As I stated in a previous blog post, shame destroys. But shame cannot survive empathy. We can use the pain of our past to become the greatest expression of ourselves, if we are willing to do the work. You don't have to carry this shame alone. You have to climb your way out of the darkness. There are people out there who are willing to hold a light for you, to see you as you truly are, through your shadow, so that you can reclaim your light. I honor people in my work and in my program in that way, where you can be your most vulnerable without ever having to feel ashamed about it. All that pain and trauma is just covering up the gold that is underneath, and when you chip away at all the dirt covering it up, it shines as bright as ever.
Debbie Ford recently passed away, but her legacy endures. Her pioneering work with the shadow has brought forth new and innovative ways to overcoming the pain and traumas of our past, helped to heal millions from the effects of their own shadows, and helped them to reclaim the light that was always theirs to begin with. She was truly a blessing for all of humanity. Why would one want to do shadow work? It sets you free to be who you were always meant to be. It gets you to the point where you forgive, yourself and others, and when you forgive, your heart is set free again to truly enjoy all that life has to offer. You get to be who you always were, and become all that you are capable of becoming. It allows you to live life with freedom, joy, and love in your heart for all of life.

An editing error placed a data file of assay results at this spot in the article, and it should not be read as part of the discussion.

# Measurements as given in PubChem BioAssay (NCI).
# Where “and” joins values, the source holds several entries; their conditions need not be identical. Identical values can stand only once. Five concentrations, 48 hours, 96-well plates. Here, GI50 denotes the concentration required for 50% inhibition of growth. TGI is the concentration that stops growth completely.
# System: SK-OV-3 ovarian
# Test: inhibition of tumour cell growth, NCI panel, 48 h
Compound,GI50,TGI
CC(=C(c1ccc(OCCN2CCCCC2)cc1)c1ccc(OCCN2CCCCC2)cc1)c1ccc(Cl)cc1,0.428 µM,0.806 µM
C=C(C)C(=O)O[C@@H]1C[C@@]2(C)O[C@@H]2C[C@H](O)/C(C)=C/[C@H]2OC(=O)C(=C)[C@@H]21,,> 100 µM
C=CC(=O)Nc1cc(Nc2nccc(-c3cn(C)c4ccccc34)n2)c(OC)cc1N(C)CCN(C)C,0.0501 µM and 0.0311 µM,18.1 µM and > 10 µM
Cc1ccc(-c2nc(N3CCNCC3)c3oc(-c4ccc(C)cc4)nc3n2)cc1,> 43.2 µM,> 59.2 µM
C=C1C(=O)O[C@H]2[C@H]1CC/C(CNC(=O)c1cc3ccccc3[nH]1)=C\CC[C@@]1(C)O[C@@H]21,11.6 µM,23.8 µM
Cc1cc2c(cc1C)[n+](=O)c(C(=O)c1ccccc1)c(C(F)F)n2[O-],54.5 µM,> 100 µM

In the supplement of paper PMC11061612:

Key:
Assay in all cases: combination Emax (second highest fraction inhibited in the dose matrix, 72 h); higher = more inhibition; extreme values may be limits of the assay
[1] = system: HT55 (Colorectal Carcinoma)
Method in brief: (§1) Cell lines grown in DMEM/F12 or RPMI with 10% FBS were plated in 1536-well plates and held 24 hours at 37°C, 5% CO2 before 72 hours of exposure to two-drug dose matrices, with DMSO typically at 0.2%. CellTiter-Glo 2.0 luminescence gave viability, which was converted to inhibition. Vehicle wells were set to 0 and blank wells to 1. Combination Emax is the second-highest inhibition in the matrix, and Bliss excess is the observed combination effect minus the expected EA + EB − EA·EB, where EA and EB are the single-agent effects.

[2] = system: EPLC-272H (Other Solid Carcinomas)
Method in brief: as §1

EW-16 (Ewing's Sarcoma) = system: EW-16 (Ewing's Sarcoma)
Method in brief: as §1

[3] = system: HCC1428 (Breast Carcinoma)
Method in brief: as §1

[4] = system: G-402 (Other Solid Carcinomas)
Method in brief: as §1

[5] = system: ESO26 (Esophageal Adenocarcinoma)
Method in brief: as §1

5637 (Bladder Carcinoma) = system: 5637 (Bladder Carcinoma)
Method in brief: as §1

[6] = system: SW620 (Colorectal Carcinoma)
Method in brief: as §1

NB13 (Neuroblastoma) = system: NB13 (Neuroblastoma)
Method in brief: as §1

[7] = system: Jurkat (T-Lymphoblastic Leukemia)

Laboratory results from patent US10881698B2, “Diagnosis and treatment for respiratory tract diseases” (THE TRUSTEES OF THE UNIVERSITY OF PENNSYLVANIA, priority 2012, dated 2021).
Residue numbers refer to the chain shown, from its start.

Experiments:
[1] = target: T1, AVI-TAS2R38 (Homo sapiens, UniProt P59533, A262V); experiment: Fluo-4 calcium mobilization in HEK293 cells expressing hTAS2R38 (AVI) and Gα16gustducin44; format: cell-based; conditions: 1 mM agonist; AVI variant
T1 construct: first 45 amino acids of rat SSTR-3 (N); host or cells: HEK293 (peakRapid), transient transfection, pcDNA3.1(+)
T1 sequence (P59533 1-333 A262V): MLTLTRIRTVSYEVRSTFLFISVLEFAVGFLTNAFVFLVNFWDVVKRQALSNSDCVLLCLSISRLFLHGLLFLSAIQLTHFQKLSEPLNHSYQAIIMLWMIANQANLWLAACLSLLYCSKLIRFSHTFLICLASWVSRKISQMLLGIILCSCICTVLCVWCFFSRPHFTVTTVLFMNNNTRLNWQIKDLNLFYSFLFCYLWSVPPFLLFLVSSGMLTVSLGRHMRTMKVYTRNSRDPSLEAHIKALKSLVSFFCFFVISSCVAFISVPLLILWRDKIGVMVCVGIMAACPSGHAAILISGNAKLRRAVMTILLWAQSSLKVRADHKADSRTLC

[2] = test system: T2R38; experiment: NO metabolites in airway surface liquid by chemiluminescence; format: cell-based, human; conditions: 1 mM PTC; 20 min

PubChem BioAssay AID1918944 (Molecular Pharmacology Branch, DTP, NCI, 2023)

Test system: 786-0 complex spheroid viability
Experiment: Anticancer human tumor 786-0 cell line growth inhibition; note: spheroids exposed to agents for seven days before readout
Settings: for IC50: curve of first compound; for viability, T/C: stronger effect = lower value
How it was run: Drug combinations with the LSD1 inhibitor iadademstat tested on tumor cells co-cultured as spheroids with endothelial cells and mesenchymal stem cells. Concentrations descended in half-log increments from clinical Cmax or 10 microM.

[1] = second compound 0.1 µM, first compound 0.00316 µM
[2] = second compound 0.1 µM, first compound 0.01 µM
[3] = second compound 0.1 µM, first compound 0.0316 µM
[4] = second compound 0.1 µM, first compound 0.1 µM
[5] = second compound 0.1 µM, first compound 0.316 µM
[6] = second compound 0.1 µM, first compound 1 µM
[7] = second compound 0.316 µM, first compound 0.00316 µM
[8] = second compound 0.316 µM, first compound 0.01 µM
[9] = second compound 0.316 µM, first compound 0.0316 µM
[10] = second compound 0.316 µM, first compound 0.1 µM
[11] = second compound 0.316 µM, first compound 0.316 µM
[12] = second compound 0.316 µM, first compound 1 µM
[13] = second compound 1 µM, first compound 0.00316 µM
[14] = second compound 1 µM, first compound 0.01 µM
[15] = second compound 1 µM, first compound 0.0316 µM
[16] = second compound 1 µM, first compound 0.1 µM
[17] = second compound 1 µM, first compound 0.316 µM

When we are no longer under the influence of the shadow, we get to stand in our own light, and that, my friends, is the redemption we seek.
1. Jung, Carl. The Archetypes of the Collective Unconscious, 'On the Psychology of the Trickster-Figure'. Bollingen Series, Princeton University Press. Tenth Printing, 1990.